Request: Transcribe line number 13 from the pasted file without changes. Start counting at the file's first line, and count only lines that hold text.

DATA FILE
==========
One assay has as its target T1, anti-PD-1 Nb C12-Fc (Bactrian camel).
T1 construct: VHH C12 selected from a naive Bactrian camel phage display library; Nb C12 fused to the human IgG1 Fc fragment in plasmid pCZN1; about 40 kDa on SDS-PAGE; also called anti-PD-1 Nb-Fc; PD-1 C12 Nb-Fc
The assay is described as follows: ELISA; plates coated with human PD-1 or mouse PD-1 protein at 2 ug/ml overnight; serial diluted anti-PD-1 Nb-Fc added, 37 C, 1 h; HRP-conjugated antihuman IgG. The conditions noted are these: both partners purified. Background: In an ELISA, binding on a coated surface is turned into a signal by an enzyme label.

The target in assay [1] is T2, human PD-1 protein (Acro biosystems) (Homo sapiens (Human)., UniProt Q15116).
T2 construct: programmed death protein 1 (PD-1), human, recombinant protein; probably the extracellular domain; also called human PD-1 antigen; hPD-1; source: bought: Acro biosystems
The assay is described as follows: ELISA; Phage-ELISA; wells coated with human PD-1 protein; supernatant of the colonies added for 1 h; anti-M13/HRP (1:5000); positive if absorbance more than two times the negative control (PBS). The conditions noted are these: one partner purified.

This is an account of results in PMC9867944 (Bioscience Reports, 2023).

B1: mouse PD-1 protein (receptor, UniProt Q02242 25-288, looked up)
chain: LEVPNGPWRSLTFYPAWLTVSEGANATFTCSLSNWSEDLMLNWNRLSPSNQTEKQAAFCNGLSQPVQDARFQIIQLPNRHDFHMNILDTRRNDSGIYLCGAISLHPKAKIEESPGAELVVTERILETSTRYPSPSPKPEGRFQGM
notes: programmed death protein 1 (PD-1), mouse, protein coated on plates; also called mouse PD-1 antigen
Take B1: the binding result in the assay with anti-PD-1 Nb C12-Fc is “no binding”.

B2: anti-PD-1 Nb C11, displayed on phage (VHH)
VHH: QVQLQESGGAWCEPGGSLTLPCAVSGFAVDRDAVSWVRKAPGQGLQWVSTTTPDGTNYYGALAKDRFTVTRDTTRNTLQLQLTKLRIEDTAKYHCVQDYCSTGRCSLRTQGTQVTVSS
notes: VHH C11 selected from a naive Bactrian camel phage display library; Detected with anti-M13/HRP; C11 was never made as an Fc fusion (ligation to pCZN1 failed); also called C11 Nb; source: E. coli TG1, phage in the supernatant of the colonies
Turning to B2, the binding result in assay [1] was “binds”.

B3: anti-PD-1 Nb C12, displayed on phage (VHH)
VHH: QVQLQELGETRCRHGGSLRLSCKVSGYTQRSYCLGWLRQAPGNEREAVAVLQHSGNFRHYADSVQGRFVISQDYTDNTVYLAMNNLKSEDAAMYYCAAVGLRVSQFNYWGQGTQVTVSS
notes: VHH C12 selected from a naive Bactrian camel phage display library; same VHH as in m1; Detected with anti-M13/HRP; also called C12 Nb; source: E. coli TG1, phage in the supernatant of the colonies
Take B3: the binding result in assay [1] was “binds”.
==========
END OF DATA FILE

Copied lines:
VHH: QVQLQESGGAWCEPGGSLTLPCAVSGFAVDRDAVSWVRKAPGQGLQWVSTTTPDGTNYYGALAKDRFTVTRDTTRNTLQLQLTKLRIEDTAKYHCVQDYCSTGRCSLRTQGTQVTVSS